Debunking Common Contract/Travel Myths

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Many RNs are worried about giving local contract or travel nursing a go at first due to the scary rumors they hear swirling around out there in the healthcare world. As a recruiter of more than 10 years let me fill you in on some insider info – all those rumors? NOT TRUE!

Myth #1: Travelers Always Float

I am happy to report that travelers don’t really float any more often than they would as a staff nurse.

Do they float first? Typically. Do they float every shift? No. In what situation would a traveler float? The same situation in which a staff nurse would float – when the census is low and another unit needs help. Would they float you outside of a unit where you have experience? No, unless they thought you could handle it (ie. it was lower acuity) and you were comfortable and confident.

Myth #2: Travelers Get “Bad” Patient Assignments

This rumor is just as bad as the first. At the beginning of an assignment you may feel like you’re getting the “easy” patients or a “bad” assignment but remember two things:

First, that they’re testing you out. They don’t know you. The only thing the unit knows is what you put on your skills checklist and what you said in your 30 minute phone interview. Once they get to know you they’ll start trusting you and using you to your skill level.

Second, you’re there to help out. Travelers exist because hospitals are short staffed. If you weren’t there then some other staff nurse would have that assignment or worse, that assignment plus one…or more. I’ve never worked in a unit or heard from another traveler that they were directly targeted to take a “bad assignment”.

Most travelers report getting the easy assignments at first and slowly getting harder patients as the staff team learns to appreciate their skills.

Myth #3: “I Don’t Want to Lose My Skills”

This rumor ties in with #2. You won’t always get easy patients and your skills don’t go away, they’re like knowing how to ride a bike.

As a matter of fact, most people gain or learn new skills! Every hospital / unit does things differently so you will constantly learn. It is like having a new coach every 13 weeks. Also, if you have experience in multiple specialties you can take a full time assignment in one unit and then work PRN in another. Or do one assignment in one unit and the next in another to stay fresh.

And to go back to my initial thought, even if you do an assignment where your patients are less acute than you’re used to, once you get back to a busier unit your skills are still there – like riding a bike.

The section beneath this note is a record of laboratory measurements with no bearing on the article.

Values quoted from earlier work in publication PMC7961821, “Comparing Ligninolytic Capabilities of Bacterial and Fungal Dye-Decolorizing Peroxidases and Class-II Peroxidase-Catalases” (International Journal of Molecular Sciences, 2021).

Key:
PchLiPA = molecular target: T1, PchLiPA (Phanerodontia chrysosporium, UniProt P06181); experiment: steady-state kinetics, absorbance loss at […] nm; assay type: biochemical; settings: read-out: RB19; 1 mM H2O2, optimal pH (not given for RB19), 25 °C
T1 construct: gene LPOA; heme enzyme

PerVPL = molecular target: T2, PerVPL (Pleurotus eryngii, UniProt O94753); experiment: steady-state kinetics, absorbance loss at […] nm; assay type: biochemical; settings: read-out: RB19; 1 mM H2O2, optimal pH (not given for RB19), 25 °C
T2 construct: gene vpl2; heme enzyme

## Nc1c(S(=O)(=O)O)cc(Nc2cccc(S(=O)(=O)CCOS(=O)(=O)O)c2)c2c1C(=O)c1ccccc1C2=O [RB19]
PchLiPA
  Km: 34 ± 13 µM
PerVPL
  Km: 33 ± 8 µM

Myth #4: Travelers Always Have to Work Nights

This is false. We have contractors and travelers who have been on assignment for over 10 years and have NEVER done nights. You can do days only, you can do day/night rotating, or you can work nights. Night shift positions might be more readily available and often pay more, but travelers do not get stuck working nights.

I’m not going to lie, it’s easier to find night shift positions. If the shift is more important to you, then you have to be more flexible with location but that doesn’t mean you’ll have to miss out on that city you want to go to or hospital you want to work in. You just might not get there exactly when you want to get there.

Myth #5: Travelers Only Work In Small Units/Hospitals

As a travel nurse you have so many opportunities to work in some of the most prestigious hospitals in the country. You can work pretty much wherever you want to work.

If you want to get to a specific city you might have to be more flexible about which hospital you work in. However, if you want to get to a specific hospital that shouldn’t be much of an issue. In fact, we get the most needs from large health systems like Johns Hopkins and University of MD.

Hospitals need help, all of them. Unless you want to, you won’t get stuck in a tiny county hospital (not saying those can’t be great), in a tiny town in the middle of nowhere. Travel nursing opens so many doors to so many great opportunities.

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